Although a gateway like nanoHUB need not be specific to nanotechnology, Prof. Klimeck said he was unaware of any other science gateways that have had an impact comparable to that of nanoHUB. Focusing on why it has proven difficult to replicated the success of nanoHUB, Prof. Klimeck noted that the whole process of placing things on the web is very difficult. One problem is that most code is written by one person tobe used by that same person, so the code is very user unfriendly—it tends to appears as gobbledygook to anyone except the person who wrote it. In addition to being ‘user friendly’, the code must be ‘developer friendly’.It must be easy to make interfaces and put simulations out for the community to try. Finally the code has to be accessible, so someone has to operate the facility to allow people to use the code.

Bringing these three stakeholders—users, developers, and facility operators—together has been difficult, in part because of myths that have developed. Prof. Klimeck related that he has been told in no uncertain terms that codes must be rewritten to use them for education, or that you must rewrite your whole code to put it on the web, or you must write your own code to do research, that is, you must understand every line of code to reuse someone else’s code.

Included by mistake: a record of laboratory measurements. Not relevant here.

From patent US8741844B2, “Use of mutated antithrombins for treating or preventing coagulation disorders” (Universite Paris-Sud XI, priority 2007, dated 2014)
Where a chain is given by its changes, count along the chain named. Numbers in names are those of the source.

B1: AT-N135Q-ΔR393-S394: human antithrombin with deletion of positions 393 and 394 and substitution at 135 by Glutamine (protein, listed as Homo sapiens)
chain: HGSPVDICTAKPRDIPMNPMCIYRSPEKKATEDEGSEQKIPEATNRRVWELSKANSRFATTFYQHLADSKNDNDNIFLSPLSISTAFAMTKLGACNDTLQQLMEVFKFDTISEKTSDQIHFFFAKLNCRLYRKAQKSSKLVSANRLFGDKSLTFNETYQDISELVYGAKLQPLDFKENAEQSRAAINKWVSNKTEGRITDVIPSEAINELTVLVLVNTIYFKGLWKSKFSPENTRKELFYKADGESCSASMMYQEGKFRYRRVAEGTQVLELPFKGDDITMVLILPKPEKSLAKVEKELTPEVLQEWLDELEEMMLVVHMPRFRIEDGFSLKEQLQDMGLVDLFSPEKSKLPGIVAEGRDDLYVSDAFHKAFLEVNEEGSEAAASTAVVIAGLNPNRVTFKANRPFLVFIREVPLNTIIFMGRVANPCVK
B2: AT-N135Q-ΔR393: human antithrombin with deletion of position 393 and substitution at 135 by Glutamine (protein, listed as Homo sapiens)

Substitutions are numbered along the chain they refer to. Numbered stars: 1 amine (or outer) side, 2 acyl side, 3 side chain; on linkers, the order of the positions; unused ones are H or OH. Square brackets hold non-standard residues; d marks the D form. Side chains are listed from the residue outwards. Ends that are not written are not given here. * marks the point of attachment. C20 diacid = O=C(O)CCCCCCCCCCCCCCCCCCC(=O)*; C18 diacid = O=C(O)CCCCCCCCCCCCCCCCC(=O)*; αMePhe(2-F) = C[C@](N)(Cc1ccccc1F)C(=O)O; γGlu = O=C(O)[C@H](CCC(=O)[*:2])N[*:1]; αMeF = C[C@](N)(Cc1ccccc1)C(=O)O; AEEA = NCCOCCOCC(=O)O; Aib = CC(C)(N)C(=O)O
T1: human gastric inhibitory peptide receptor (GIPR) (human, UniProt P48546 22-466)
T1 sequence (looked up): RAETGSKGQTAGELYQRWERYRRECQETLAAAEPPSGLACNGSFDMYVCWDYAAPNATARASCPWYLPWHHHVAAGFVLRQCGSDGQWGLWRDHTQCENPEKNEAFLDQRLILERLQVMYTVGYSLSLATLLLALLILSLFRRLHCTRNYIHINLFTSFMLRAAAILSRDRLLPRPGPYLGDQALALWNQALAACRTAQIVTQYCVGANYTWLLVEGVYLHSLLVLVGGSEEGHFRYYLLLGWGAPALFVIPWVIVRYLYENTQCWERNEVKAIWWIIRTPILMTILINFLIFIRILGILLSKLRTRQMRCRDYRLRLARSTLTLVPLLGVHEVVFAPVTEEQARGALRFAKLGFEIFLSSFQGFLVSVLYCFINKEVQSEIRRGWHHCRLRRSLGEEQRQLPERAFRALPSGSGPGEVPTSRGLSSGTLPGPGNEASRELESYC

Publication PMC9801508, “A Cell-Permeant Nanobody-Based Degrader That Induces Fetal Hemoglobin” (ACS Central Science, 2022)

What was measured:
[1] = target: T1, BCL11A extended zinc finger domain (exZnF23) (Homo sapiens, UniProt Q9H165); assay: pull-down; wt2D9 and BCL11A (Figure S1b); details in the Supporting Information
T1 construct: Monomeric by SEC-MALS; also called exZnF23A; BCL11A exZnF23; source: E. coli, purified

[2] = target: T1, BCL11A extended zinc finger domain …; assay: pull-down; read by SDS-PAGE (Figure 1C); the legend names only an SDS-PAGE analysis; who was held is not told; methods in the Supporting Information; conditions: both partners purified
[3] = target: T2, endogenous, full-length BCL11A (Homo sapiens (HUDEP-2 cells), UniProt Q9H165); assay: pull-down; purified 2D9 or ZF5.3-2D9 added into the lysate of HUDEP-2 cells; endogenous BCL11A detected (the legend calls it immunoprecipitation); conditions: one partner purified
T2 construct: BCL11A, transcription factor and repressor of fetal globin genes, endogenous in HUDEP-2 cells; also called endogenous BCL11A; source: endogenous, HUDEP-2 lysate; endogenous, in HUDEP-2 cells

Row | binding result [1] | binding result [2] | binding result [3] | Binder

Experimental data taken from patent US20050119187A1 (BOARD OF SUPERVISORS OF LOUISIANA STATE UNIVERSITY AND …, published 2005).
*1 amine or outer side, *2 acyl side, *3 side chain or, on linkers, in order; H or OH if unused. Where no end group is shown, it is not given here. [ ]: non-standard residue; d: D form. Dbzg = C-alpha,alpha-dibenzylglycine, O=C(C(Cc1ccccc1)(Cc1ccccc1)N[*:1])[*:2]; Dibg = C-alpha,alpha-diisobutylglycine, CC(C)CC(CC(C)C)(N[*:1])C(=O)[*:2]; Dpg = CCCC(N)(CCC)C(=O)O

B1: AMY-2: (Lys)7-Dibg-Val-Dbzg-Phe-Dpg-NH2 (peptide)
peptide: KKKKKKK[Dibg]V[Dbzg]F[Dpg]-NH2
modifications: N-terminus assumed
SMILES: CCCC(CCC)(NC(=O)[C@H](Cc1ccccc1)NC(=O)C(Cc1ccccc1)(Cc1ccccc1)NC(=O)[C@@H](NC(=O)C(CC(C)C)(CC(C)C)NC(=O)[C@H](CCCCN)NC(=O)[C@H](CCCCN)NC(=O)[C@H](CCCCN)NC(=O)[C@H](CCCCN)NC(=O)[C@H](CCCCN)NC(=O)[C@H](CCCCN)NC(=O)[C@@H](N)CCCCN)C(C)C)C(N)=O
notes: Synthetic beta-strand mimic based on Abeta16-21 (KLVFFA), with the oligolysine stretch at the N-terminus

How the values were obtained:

Prof. Klimeck considered the case of a researcher with a cool code useful for some scientific question, so he writes a proposal to put the code on the web by hiring a web developed who speaks a different language to put the code ont he web. The process typically takes 2-3 years to rewrite the code, but what researcher wants to not modify his code for 2-3 years during this process? So the researcher is frustrated because he is answering questions from the person rewriting the code, he no longer trusts the code, money is being spent, and no new research is getting done. Thus people conclude that such a web site cannot be used for real research—they can only be toy applications that perhaps can be used for education, but not for deep research.